King’s Dilemma Is Incredible Until the Ending, but Whose Fault is That? – Turn Order

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Box Spread

Back in September, my 5-person board game group and I escaped our quarantines (after isolation and COVID tests) to hunker down for a 3-day micro “convention”. While we played a few different things, the crown jewel of the event was our commitment to play an entire campaign of King’s Dilemma. We spent almost 20 hours hunched over its board reading narrative exposition, arguing, debating, cajoling, and voting. Our campaign lasted 17 games. 17 games of the best damn tabletop gaming experience we’d ever had only to have the final concluding game pull the rug out from underneath us leaving us deflated, annoyed, and grumbling. At first we blamed the game, but after some consideration I think the issues are in part due to the expectations placed on games by the tabletop gaming community. We share in the responsibility here.

Before I get too far into it I want to mention a couple things. First, despite our frustrations with the final game we did overall love the experience. Our stickered and markered board is framed on the wall of our convention location and we all agreed we’d happily play a sequel, should Horrible Guild decide to make one. Second, this article will be as light as spoilers as I can make it—however I will have to broadly describe how the format of the last game changes in order to properly explain why it was such a let down. This description will be hidden behind a section heading you will have to click to read; if you don’t want to you can skip on by to the conclusion.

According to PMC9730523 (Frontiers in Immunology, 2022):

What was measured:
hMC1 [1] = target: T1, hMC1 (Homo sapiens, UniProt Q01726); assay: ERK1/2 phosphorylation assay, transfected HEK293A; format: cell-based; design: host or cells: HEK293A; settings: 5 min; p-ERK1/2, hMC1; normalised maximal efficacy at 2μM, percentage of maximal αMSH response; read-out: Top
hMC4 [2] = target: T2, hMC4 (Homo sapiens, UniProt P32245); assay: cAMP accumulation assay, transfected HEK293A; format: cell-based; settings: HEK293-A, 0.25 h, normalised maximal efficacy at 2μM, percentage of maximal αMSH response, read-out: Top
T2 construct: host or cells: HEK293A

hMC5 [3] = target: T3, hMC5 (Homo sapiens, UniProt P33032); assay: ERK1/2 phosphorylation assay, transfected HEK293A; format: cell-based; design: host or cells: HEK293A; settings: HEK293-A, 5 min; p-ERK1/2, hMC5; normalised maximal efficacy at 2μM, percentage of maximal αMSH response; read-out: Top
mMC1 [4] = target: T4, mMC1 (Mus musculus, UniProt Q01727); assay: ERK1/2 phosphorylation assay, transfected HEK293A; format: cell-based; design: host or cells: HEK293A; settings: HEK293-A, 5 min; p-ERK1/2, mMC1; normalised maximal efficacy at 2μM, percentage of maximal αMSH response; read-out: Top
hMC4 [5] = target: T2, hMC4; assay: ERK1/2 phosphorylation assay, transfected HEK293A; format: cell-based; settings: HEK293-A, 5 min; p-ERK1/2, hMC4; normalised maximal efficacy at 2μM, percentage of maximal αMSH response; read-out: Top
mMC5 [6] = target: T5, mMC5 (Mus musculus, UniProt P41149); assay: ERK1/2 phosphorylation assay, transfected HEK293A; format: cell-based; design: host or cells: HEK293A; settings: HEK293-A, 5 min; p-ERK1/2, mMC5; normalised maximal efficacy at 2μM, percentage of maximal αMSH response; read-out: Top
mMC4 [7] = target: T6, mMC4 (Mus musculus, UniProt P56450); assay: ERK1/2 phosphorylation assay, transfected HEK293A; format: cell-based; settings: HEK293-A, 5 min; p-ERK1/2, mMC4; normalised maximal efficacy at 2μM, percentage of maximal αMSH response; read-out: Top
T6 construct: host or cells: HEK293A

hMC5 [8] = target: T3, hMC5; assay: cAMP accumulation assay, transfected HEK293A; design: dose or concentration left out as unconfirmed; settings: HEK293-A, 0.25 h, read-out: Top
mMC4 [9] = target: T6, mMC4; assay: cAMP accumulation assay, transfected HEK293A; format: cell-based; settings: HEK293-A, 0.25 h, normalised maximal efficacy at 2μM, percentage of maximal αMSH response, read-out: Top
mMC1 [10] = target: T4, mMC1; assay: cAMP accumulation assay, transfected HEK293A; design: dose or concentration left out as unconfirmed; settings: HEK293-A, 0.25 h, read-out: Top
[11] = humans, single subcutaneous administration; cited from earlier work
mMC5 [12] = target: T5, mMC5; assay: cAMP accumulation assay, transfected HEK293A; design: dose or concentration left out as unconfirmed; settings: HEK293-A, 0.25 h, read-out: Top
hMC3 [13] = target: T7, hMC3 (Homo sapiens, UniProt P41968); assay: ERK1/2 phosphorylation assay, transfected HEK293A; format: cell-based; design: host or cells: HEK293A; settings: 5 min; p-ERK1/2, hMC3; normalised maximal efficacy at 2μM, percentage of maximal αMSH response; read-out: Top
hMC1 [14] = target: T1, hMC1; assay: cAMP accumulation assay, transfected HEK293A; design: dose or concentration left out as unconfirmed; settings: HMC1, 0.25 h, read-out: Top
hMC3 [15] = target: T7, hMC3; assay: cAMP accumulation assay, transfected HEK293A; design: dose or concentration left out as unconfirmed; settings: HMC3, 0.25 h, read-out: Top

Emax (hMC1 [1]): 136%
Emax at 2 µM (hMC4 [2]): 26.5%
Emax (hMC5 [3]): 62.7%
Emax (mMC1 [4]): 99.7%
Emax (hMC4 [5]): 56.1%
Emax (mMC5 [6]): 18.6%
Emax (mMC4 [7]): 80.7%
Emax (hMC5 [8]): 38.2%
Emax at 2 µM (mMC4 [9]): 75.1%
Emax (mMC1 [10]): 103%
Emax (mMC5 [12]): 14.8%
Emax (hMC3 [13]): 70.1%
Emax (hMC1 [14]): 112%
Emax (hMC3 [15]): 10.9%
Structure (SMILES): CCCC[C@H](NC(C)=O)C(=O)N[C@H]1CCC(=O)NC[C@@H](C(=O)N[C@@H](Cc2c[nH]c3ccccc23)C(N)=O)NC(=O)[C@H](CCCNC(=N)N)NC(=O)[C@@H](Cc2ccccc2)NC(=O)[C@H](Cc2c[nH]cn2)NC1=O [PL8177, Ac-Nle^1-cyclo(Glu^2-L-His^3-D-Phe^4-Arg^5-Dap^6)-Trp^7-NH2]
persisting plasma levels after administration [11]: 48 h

Set Up

3 voting cards, some tokens, and a screen is all you need to rule a Kingdom. Credit: Horrible Guild

King’s Dilemma is a narrative legacy game where players embody Noble Families across centuries of rule. None of these families are the royal family; the titular King is always an NPC. Instead, your player families are more like the Small Council whispering advice into Royal Ears in service of the Kingdom and your own personal goals. This advice takes the form of voting on small narrative decisions. Do you send diplomats or soldiers to the barbarian tribes of the north? Do you fund an expedition of discovery or invest in your kingdom? Do you accept an offered trade of strange food or reject it? Each game represents the major decisions in the reign of a single King; it will end in either the abdication of the throne or the death of the King.

The decisions you make all come with consequences—negative and positive—represented by moving tokens up and down a track. The main game board is dominated by a long track of 5 columns, each representing a primary aspect of the Kingdom. These are Influence, Wealth, Morale, Welfare, and Knowledge. Accepting the strange food may increase Welfare and decrease Morale, while rejecting it would decrease Welfare and increase your Influence as neighboring countries see that you do not need help. Notably, the consequences to each decisions to not necessarily offset directly and you are not given any insight into the extent of positive or negative movement. Additionally, many of these decisions will direct players to sign stickers that fill the board ensuring that some particularly momentous decisions impact future plays across generations